The Future Of Television!
Remember the bad old days of broadcast TV?
You were stuck with rabbit years, a pair of long metal rods connected to the set that could be adjusted as needed for that perfect fuzzy signal. The rabbits ears telescoped so that you could shorten and lengthen each one as needed. If that didn’t work, you would raise and lower the rods or swivel them into different positions to pick up a semi-viewable picture.
And then there was the last resort: wrapping aluminum foil around the rods to squeeze out a bit of gain.
But forget all that. Like they say, the future of television is here! Have you noticed how digital has made most things better? Well, the same applies to over-the-air TV viewing. Better picture, better sound. DTV is the best. And anyway, you better fall in line because in February 2009 they’re shutting down all analog broadcasts. That’s what I like about the US of A: freedom of choice.
Of course, the DTV pushers don’t mention that unless you have an outdoor antenna, you’re probably screwed. I live in an apartment so forget about any outdoor pick-up device, including a satellite dish. Anyway, why should I pay for satellite or cable service (at rip off rates) when I can enjoy FREE TV?
I bought a converter box for my analog TV set and it has been a joy. Instead of a fuzzy signal, I now end up with a black screen with the logo NO SIGNAL floating around or weird abstract art formed by jumbled pixels frozen on the tube.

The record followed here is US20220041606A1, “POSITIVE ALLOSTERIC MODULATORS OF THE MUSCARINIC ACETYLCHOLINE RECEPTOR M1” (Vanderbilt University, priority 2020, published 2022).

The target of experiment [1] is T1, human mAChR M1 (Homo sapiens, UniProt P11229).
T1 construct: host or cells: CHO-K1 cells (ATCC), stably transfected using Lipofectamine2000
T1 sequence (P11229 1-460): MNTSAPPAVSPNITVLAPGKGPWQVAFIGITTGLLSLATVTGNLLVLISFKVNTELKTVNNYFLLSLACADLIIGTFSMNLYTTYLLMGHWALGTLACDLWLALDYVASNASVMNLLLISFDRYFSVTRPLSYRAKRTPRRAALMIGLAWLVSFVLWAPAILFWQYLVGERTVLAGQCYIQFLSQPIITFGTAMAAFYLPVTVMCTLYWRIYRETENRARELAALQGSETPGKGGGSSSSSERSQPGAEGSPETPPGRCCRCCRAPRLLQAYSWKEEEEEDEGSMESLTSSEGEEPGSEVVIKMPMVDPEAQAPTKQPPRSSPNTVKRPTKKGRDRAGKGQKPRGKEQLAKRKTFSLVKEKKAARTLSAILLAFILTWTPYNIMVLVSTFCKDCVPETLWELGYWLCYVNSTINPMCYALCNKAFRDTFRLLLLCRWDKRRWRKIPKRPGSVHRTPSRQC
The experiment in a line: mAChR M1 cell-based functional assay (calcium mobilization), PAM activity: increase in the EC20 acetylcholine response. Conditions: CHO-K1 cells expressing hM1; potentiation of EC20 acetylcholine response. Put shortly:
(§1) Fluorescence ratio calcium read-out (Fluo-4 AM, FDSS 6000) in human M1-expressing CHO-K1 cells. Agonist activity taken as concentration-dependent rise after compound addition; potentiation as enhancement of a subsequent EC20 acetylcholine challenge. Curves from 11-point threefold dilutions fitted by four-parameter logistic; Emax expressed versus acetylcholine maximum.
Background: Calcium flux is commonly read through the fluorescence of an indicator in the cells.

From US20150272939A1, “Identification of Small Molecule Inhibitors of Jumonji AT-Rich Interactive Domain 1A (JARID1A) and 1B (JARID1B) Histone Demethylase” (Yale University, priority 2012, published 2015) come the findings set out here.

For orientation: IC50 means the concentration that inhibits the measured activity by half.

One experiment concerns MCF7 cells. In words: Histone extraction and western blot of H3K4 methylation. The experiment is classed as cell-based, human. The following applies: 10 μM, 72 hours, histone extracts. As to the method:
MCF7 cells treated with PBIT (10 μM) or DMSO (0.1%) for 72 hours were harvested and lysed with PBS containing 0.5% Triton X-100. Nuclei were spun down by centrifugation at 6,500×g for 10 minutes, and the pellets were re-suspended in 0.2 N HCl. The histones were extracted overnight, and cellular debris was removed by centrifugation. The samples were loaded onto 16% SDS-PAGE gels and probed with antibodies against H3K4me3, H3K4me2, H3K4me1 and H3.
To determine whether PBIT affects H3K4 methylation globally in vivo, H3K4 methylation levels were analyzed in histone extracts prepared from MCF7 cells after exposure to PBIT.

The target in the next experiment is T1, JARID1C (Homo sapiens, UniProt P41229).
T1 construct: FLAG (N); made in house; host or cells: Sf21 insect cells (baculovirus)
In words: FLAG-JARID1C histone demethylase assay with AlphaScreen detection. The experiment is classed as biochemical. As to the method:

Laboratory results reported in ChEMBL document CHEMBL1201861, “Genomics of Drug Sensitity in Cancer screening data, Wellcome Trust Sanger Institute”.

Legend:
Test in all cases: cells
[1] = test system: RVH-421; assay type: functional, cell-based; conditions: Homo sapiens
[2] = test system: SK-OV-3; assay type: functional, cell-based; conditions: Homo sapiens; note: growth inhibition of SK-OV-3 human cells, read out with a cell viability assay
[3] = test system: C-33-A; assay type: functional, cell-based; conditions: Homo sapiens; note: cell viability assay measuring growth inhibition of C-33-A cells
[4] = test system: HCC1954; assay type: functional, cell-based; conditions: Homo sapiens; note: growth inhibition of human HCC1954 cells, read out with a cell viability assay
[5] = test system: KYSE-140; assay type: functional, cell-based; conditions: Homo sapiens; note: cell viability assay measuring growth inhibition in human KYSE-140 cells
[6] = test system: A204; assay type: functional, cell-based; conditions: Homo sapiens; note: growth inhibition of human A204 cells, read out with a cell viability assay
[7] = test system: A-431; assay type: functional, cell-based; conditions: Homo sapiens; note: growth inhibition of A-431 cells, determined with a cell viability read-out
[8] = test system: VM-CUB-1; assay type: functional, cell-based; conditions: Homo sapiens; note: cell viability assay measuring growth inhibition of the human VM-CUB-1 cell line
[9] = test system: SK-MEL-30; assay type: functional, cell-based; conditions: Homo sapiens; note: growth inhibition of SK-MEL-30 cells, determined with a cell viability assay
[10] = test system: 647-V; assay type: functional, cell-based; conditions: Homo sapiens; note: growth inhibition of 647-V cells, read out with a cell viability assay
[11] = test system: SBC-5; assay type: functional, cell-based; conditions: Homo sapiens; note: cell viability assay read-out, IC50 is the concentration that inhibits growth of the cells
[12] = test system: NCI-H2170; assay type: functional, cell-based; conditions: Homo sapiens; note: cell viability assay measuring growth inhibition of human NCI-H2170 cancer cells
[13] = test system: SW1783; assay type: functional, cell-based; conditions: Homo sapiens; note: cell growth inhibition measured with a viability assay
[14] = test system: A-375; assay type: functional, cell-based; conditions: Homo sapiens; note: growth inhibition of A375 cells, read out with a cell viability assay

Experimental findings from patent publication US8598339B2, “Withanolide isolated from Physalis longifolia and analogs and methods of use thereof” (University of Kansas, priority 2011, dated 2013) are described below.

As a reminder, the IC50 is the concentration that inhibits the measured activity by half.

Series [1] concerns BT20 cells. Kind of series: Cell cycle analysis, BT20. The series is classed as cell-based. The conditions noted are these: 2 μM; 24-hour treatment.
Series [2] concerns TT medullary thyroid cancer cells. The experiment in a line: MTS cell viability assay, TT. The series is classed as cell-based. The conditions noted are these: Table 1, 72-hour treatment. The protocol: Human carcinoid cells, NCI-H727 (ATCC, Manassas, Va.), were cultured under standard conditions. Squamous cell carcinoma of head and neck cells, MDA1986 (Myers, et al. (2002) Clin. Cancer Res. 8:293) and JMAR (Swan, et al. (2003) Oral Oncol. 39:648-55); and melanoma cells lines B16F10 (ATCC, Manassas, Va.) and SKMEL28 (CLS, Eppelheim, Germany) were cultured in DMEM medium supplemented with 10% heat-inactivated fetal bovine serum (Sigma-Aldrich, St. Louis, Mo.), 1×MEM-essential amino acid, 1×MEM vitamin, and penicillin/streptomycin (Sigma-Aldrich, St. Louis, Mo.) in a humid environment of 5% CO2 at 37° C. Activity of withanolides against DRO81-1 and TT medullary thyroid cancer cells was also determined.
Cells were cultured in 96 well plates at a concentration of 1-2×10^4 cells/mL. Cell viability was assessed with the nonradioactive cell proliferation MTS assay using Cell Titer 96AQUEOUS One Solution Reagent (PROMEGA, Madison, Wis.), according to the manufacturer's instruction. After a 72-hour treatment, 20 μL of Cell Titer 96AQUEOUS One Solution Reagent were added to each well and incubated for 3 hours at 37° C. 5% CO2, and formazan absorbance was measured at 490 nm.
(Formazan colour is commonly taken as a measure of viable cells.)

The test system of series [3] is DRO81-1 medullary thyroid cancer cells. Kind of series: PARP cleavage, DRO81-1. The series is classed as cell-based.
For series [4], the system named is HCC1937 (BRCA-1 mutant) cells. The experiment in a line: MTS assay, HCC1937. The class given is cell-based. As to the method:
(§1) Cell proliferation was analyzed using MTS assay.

And the sound – it’s so much better. When the audio cuts in and out, it’s like listening to a psychotic extraterrestrial:
I’ve spent many enjoyable hours trying to get all the stations I had received before in the analog format. No go. The trade off is that the ones I do pick up aren’t fuzzy, they do look better, but only when weather conditions and the mood of the gods are both in my favor. The reception is so fragile, tenuous. The other day geese in a vee formation flew over. One of them farted and I lost channel 44.1 .
But I discovered something of a solution. I noticed that when I stood behind my antenna, the signal picked up but faded as soon as I walked away.
Then an answer from the dark days of broadcast TV came to me, albeit in a modified form.
I took a cereal box, cut it up and configured it into a half-ass stand to hold up two pieces of aluminum foil behind the antenna. An elegant solution.
The future of television.